Micromechanical versus chemical bonding between CoCr alloys and methacrylate resins

Craig W. Barclay, Donald Spence, William R E Laird, Peter M. Marquis, Liam Blunt

    Research output: Contribution to journalArticlepeer-review


    Introduction: As adhesive systems for bonding to metals have developed in dentistry, considerable importance is attached to the preparation of the metal alloy for both mechanical and chemical bonding. Different grit sizes when sandblasting Cobalt Chromium (CoCr) will provide a different three-dimensional surface for bonding. Previous reports have shown that 4-Methacryloyloxyethyl trimellitic anhydride (4-Meta) resins offer high bond strengths to CoCr alloy, with various surface preparations providing varying bond strengths. The relevance of this to bond strength was assessed. Objectives: The aim of the study was to evaluate the importance of grit size of alumina in the preparation of CoCr alloy and to determine the effect on the tensile bond strength of four different acrylic resins to the CoCr alloy. Methods: Ten specimens were prepared within each group of four resins. Four grit sizes were assessed, 50, 110, 250 μm, and a range from 180 to 330 μm. The specimens were tested both within one day of production after storing at 37°C in phosphate-buffered saline for seven days and after thermocycling. Results: Grit size resulted in a change in average contact surface area available for bonding. A significant difference (p <0.01) existed in bond strengths between each of the materials, but no significant difference (p = 0.0673) was determined when different grit sizes were included. Significance: It was concluded that grit size determined the available contact surface area of CoCr alloy for bonding but did not determine the bond strength that could be achieved between acrylic resins and CoCr alloy as a result of the poor adaptation of the resin to the complex surface topography. © 2006 Wiley Periodicals, Inc.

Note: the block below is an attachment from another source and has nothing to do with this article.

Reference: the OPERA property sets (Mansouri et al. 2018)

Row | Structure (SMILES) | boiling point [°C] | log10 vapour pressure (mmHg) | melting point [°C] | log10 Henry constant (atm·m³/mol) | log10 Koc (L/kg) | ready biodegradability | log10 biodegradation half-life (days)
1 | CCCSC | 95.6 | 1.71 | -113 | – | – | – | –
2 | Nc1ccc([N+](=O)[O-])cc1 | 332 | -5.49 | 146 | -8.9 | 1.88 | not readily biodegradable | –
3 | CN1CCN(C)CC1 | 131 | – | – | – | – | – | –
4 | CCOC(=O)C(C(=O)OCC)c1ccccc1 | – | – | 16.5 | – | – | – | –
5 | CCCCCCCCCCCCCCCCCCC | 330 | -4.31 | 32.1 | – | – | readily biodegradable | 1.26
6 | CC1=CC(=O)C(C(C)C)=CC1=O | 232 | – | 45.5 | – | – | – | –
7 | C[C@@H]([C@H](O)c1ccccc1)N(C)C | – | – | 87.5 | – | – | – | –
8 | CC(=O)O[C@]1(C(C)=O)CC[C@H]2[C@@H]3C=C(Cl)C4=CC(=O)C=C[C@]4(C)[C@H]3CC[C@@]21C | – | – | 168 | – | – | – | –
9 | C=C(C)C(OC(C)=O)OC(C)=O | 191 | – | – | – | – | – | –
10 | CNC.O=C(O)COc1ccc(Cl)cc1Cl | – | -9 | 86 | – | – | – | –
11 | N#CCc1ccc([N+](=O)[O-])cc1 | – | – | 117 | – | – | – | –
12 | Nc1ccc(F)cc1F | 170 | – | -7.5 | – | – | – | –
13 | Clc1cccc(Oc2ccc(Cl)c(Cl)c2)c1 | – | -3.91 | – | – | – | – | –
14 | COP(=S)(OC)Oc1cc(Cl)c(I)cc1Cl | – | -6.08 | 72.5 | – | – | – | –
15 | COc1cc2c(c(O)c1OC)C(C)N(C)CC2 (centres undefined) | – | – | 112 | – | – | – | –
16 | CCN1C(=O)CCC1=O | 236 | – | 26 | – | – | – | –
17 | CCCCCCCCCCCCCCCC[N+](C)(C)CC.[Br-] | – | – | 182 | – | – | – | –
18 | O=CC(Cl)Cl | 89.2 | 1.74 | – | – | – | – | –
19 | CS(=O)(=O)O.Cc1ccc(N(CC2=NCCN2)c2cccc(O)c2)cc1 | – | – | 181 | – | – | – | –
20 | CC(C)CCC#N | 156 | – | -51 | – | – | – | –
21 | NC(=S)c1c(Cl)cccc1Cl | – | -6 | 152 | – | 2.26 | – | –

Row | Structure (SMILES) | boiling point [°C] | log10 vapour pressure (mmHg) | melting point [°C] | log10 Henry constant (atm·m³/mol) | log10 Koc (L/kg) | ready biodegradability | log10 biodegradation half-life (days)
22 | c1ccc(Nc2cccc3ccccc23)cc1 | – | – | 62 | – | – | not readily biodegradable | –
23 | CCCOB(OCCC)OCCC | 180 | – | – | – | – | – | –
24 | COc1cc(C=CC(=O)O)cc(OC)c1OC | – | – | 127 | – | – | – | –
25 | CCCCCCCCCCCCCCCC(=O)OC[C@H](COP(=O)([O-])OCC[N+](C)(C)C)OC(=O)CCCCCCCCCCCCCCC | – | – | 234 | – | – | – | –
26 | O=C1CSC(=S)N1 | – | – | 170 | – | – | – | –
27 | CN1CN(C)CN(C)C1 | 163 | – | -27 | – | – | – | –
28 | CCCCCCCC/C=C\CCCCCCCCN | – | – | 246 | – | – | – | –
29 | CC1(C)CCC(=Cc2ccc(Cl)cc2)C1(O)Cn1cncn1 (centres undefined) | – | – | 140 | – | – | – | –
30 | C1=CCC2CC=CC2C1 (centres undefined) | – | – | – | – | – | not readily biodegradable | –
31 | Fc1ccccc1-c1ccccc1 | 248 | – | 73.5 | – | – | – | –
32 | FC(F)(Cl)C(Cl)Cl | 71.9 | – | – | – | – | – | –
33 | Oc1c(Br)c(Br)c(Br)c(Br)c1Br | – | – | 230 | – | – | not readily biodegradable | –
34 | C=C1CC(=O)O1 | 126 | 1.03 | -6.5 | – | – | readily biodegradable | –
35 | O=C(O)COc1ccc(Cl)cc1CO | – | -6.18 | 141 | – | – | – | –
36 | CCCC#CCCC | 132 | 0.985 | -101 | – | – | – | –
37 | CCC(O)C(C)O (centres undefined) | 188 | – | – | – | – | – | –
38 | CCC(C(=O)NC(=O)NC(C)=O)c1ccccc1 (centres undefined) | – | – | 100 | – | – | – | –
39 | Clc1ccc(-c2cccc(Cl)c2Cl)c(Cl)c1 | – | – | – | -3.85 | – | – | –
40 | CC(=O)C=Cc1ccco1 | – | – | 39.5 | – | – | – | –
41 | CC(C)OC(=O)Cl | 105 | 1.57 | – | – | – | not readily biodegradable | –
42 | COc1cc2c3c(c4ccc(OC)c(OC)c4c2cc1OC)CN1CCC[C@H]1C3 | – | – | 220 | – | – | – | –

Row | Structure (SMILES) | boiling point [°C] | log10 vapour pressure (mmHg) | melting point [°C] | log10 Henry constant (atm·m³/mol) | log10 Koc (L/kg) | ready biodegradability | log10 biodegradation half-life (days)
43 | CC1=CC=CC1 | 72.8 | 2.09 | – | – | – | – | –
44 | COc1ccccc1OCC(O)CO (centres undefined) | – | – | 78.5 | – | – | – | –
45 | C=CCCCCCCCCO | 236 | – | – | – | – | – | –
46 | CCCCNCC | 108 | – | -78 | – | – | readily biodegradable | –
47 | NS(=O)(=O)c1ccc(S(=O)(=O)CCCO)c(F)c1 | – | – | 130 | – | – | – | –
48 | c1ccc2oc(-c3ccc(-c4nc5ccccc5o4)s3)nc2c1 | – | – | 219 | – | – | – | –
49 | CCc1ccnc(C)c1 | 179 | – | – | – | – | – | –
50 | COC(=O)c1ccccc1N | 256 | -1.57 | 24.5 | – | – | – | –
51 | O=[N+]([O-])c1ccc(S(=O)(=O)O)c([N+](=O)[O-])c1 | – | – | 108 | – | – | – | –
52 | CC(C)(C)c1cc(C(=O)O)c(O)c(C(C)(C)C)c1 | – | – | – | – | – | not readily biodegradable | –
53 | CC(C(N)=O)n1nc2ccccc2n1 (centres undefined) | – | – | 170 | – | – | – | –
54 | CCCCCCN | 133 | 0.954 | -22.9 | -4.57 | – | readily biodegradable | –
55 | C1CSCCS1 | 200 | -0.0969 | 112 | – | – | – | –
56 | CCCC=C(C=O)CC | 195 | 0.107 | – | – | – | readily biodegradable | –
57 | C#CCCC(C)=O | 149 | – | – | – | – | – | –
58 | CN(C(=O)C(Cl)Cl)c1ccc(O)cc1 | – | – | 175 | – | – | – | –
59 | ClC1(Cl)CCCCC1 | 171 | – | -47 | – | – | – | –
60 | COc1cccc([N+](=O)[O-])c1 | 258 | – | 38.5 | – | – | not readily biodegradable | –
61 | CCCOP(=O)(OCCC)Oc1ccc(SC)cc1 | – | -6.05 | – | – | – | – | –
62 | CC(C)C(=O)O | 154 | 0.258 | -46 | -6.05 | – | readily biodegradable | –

Original languageEnglish
    Pages (from-to)351-357
    Number of pages6
    JournalJournal of Biomedical Materials Research. Part B. Applied Biomaterials
    Issue number2
    Publication statusPublished - May 2007


    • 3D surface analysis
    • Acrylic
    • Surface finish
    • Tensile bond strength


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